We cannot be subject to the kingdom of death and the Kingdom of God; by your words and actions, and all the way down to the core of your being, you will love one and hate the other; when it matters, a choice will be made.

The Good News of the empty tomb, the Good News of a whipped, beaten, mocked, pierced, and spit-upon man walking and talking with those he loves, with each scar now a glorious sign of God’s power to turn the very worst the world has to offer into life and light; the good news in all of that is that we, too, can be made subjects of that kingdom.  Though we’re still within the borders of this kingdom of death, we can be granted citizenship, armed to live as rebels against the world, the flesh, and the devil – even against death itself – equipped by the Holy Spirit to simultaneously get better and worse with age: that God at work in those who are united to Christ in his death and resurrection takes whatever pain, hurt, and decay the world throws at us for our destruction and turns it into His glory, accomplishing His perfect purpose for us in spite of the failings of the flesh, preparing us for life that transforms us from glory to glory in the presence of God.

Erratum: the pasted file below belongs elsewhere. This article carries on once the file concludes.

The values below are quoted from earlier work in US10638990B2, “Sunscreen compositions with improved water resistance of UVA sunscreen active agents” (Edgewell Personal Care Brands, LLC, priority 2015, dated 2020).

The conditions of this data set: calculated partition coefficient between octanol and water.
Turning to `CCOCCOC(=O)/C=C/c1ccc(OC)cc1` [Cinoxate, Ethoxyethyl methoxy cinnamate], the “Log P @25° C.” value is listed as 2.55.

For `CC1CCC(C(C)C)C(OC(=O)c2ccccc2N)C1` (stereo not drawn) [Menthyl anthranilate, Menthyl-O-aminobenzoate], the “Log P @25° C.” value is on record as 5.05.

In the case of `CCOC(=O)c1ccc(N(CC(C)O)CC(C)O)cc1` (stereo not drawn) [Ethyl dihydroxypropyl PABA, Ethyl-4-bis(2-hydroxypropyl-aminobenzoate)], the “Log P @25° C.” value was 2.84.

But we cannot be subject to both kingdoms.  We love one and hate the other. 
We can only serve one, and must rebel against the other.  Each lays claim to our all.

If we trust in God some of the time; if we trust in God’s power as a last resort, only when money and willpower and science and doctors fail – don’t worry, God’s power is sufficient – if we only trust some of the time, we’ve chosen to cling to the dominion of death.

If we live a life of forgiving others, of giving second chances, and third chances, and seventh chances, and seventy times seventh chances, but hold back forgiveness from that one person who did that one thing we could never forgive – don’t worry, God’s mercy is boundless – but, if there’s something you won’t forgive, you’ve chosen to cling to the dominion of death.

If you’ll offer your time or talent or treasure or commitment to the service of the Kingdom of God, but only when it doesn’t conflict with your existing commitment of money or time or energy to things that rust and decay, to things that grow wrinkled and die, then it’s already clear where your allegiance truly lies.

My friends, we must follow Christ, who came to offer citizenship in the Kingdom of God, who came to equip us to live as rebels in this fallen world.